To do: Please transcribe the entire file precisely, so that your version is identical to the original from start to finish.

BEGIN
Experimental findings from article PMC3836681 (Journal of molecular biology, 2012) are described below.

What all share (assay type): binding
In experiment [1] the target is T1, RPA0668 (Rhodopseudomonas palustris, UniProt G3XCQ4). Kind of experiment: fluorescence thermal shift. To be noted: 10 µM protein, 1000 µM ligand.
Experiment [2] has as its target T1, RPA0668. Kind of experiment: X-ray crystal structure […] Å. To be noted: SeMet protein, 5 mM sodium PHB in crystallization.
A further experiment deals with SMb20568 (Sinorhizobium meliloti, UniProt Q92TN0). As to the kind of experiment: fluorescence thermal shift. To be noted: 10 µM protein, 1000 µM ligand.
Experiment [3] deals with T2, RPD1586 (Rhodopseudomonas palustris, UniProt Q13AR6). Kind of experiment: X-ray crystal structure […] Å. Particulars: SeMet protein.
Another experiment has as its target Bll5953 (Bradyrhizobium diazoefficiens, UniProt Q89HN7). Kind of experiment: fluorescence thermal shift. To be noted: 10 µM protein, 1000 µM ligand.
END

Experimental findings from article PMC3836681 (Journal of molecular biology, 2012) are described below.

What all share (assay type): binding
In experiment [1] the target is T1, RPA0668 (Rhodopseudomonas palustris, UniProt G3XCQ4). Kind of experiment: fluorescence thermal shift. To be noted: 10 µM protein, 1000 µM ligand.
Experiment [2] has as its target T1, RPA0668. Kind of experiment: X-ray crystal structure […] Å. To be noted: SeMet protein, 5 mM sodium PHB in crystallization.
A further experiment deals with SMb20568 (Sinorhizobium meliloti, UniProt Q92TN0). As to the kind of experiment: fluorescence thermal shift. To be noted: 10 µM protein, 1000 µM ligand.
Experiment [3] deals with T2, RPD1586 (Rhodopseudomonas palustris, UniProt Q13AR6). Kind of experiment: X-ray crystal structure […] Å. Particulars: SeMet protein.
Another experiment has as its target Bll5953 (Bradyrhizobium diazoefficiens, UniProt Q89HN7). Kind of experiment: fluorescence thermal shift. To be noted: 10 µM protein, 1000 µM ligand.